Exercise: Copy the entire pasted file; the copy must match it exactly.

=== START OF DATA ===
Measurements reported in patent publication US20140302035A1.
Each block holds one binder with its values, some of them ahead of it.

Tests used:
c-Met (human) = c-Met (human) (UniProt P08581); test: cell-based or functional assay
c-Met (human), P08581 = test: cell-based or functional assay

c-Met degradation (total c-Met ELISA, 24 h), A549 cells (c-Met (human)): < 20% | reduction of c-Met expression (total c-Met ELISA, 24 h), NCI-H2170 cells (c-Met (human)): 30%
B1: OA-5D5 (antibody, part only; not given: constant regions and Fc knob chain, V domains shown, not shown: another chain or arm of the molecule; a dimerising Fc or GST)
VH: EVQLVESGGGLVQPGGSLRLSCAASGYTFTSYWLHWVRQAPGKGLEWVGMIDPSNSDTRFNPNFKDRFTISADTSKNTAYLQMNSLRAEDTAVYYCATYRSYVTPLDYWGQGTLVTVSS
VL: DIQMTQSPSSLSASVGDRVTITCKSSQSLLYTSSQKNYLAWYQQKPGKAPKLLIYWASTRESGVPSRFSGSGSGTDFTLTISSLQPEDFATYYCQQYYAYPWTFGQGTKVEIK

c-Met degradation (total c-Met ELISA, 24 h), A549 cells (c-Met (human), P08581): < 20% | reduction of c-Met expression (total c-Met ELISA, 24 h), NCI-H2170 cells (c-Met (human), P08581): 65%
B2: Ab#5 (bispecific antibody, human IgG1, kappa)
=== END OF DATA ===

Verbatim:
Measurements reported in patent publication US20140302035A1.
Each block holds one binder with its values, some of them ahead of it.

Tests used:
c-Met (human) = c-Met (human) (UniProt P08581); test: cell-based or functional assay
c-Met (human), P08581 = test: cell-based or functional assay

c-Met degradation (total c-Met ELISA, 24 h), A549 cells (c-Met (human)): < 20% | reduction of c-Met expression (total c-Met ELISA, 24 h), NCI-H2170 cells (c-Met (human)): 30%
B1: OA-5D5 (antibody, part only; not given: constant regions and Fc knob chain, V domains shown, not shown: another chain or arm of the molecule; a dimerising Fc or GST)
VH: EVQLVESGGGLVQPGGSLRLSCAASGYTFTSYWLHWVRQAPGKGLEWVGMIDPSNSDTRFNPNFKDRFTISADTSKNTAYLQMNSLRAEDTAVYYCATYRSYVTPLDYWGQGTLVTVSS
VL: DIQMTQSPSSLSASVGDRVTITCKSSQSLLYTSSQKNYLAWYQQKPGKAPKLLIYWASTRESGVPSRFSGSGSGTDFTLTISSLQPEDFATYYCQQYYAYPWTFGQGTKVEIK

c-Met degradation (total c-Met ELISA, 24 h), A549 cells (c-Met (human), P08581): < 20% | reduction of c-Met expression (total c-Met ELISA, 24 h), NCI-H2170 cells (c-Met (human), P08581): 65%
B2: Ab#5 (bispecific antibody, human IgG1, kappa)